The minute you start adding things in, the price tag goes up. More features more bucks. Mix in the thrill of a hardtail, with the added comfort and control of a full suspension and suddenly you’re selling a kidney in the black market. That’s not the case with Diamondback’s Atroz 2. The wonders of an industrialized assembly line. The Atroz employs sealed cartridge bearings in a single-pivot layout in order to deliver a sleek, durable performance. It has a Shimano hydraulic disc brakes, Suntour air-sprung rear suspension, and a single-ring drivetrain.
The Porsche of Diamondback’s catalog. All the fancy features, all the best gizmos, everything you might need and more. The Release is a rig that simply doesn’t skimp on performance and does what it promises, PERIOD. A butted aluminum frame with pedaling level link suspension, complemented with a Fox 34 Performance Float 150mm travel fork and Fox Float DPX2 rear shock. To top it off, a reliable Shimano setup that includes: XT 12-speed drivetrain components and Shimano XT hydraulic disc brakes. Other deluxe highlights include Blanchard tubeless-ready wheelset, Maxxis Minion DHF/DHR tires, and a KS LEV Si dropper post.
The Haanjo line is Diamondback’s rugged explorer. It’s built to last and take beatings after beatings. You punch it, it gets back up. Each iteration adding something special. Haanjo 4’s surprise under the hood is the fact that Diamondback added thru-axels front and rear for more precise handling. The Haanjo’s component package includes TRP Spyre C Flat Mount Mechanical Disc brakes, drivetrain components, ED Tomcat Disc wheels, and grippy WTB Riddler 700×37c tires.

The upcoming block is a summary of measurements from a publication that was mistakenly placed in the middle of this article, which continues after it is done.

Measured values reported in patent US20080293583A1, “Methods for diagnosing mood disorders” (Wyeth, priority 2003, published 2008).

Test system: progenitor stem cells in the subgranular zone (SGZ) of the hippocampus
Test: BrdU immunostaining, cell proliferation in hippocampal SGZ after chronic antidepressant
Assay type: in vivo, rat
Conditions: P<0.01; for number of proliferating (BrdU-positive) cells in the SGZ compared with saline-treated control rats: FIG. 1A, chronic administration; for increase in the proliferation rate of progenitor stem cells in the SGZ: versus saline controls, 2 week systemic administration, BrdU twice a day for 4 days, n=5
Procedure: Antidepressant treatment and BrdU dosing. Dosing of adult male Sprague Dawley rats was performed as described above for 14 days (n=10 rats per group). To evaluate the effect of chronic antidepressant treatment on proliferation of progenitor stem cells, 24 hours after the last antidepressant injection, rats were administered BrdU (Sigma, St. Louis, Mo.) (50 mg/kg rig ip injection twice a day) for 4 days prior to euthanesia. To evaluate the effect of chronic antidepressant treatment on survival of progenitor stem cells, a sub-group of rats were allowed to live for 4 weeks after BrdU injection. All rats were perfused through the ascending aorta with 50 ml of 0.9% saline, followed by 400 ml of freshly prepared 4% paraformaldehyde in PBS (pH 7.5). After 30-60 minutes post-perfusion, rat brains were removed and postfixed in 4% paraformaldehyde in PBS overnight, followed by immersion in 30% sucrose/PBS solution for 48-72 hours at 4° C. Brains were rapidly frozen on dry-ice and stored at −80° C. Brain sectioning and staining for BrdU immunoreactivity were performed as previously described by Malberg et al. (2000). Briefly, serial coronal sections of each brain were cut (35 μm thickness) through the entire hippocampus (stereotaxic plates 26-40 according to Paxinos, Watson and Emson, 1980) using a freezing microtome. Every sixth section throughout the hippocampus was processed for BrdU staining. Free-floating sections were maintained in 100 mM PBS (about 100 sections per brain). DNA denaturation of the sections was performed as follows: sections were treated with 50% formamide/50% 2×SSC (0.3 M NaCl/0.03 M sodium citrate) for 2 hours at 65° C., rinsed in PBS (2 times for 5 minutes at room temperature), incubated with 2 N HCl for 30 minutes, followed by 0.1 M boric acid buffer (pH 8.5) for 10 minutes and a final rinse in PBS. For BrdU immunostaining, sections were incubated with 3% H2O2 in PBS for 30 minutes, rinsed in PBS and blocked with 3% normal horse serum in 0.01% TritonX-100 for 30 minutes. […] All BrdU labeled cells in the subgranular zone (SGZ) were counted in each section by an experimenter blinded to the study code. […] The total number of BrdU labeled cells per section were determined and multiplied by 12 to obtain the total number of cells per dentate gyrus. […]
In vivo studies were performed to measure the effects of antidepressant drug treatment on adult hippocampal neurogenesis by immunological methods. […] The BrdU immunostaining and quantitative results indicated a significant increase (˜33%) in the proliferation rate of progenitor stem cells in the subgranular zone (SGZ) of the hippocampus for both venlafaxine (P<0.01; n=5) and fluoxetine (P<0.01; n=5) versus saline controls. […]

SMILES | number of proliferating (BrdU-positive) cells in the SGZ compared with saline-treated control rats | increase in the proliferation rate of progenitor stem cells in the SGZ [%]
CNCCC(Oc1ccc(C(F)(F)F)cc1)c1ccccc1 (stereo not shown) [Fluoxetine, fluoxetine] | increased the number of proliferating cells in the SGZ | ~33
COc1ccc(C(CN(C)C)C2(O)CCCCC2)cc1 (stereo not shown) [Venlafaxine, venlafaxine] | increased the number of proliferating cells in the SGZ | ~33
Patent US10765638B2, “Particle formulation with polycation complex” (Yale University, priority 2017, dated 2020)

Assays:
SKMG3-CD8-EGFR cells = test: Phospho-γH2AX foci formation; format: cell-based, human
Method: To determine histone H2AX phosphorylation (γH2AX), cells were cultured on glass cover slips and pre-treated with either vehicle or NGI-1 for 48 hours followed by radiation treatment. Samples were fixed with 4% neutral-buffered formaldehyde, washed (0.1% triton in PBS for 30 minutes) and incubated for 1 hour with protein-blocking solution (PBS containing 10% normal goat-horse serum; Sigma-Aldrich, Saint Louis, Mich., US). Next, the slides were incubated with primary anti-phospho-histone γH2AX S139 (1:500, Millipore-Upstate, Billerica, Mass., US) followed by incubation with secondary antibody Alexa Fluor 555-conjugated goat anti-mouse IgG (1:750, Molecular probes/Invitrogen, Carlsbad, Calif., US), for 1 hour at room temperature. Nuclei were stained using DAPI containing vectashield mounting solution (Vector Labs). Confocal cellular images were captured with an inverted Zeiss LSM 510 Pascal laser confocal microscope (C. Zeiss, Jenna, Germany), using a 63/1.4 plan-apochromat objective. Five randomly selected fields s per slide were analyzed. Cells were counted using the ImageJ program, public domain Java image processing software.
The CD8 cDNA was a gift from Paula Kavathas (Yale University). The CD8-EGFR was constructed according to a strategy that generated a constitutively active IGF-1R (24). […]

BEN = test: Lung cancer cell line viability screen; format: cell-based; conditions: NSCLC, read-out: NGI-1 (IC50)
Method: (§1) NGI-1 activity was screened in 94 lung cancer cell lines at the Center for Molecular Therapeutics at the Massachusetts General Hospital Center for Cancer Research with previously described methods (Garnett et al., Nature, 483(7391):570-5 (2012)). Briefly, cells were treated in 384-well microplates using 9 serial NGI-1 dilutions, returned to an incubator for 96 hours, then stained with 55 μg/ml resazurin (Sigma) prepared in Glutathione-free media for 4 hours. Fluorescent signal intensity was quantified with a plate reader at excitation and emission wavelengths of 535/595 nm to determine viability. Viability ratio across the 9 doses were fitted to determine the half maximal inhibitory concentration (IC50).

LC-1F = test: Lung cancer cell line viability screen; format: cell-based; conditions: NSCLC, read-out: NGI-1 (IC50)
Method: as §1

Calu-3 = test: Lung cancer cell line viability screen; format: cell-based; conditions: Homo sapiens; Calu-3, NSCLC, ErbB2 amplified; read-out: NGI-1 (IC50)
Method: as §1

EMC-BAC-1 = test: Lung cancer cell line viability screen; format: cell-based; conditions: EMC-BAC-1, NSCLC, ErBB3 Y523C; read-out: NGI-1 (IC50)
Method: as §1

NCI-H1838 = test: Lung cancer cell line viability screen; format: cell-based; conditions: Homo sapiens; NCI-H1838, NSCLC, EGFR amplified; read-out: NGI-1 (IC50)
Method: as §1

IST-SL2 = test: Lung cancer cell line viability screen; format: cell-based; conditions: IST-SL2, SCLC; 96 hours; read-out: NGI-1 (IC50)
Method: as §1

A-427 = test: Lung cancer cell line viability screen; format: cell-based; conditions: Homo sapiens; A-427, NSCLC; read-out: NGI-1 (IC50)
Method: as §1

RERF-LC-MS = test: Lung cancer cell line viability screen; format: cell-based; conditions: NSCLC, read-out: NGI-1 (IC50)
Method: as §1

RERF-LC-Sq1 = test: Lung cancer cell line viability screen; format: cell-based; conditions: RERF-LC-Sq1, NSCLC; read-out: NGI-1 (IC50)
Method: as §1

El Oso Dos
Normally fat bikes aren’t exactly fast. They aren’t known for their speed. Diamondback saw the probably and imagined a market they could pry open with a few tweaks from crafty engineers. El OSO DOS was designed around a rigid platform with the purpose of shaving pounds and making it more lightweight and fast. Thru-axles front and rear add stiffness for improved steering accuracy. Suspension and everything else is handled by two gigantic burly wheels.
Diamondback Road Bikes Range
Diamondback Size Chart
Not sure what size Diamondback bicycle to get? Check out our detailed size chart below for more information.
Diamondback MOUNTAIN Bike Size Chart
Diamondback ROAD Bike Size Chart
Diamondback KIDS’ Bike Size Chart
|XS (13-14″) – 4’10 – 5’2″||50cm – 5’0 – 5’4″||12″ wheels – 26-34″ / Age 2-4|
|S (15-16″) – 5’2″ – 5’6″||52cm – 5’4 – 5’7″||16″ wheels – 34-45″ / Age 3-6|
|M (17-18″) 5’6″ – 5’10”||54cm – 5’7-5’9″||20″ wheels – 47-56″ / Age 6-10|
|L (19-20″) 5’10” – 6’1″||56cm – 5’9″ – 6’0″||24″ wheels – 54-62″ / Age 8-12|
|XL (21-22″) 6’1″ – 6’4″||58cm – 6’0″ – 6’3″|
|XXL (23-24″) – 6’4″ – 6’6″||60cm – 6’3 – 6’5″|
Are Diamondback bikes good?
Diamondback has a reputation to uphold as a label and brand. They are known for building the most durable, high-quality, and affordable bikes on the market. Diamondback might offer less customizable options, no boutique hacks, and fixes, but it doesn’t really need them due to its vast array of bikes and impressive catalog.
Where to buy Diamondback bikes?
You can find Diamondback bikes almost everywhere. It’s a fairly common brand in the US and Europe. Shop-wise, Diamondbacks are sold at most Sport-related stores or shops that trade in bikes. You can also purchase Diamondback bikes online, either through their website or through multiple participating re-sellers.
Are Diamondback bikes made in China?
Raleigh America still owns the brands and has its offices in Kent, Washington. Nonetheless, most Diamondback bikes are made by Kinesis Industries, a Taiwanese-based company with a factory in China. Diamondback moved its production overseas in order to reduce manufacturing costs.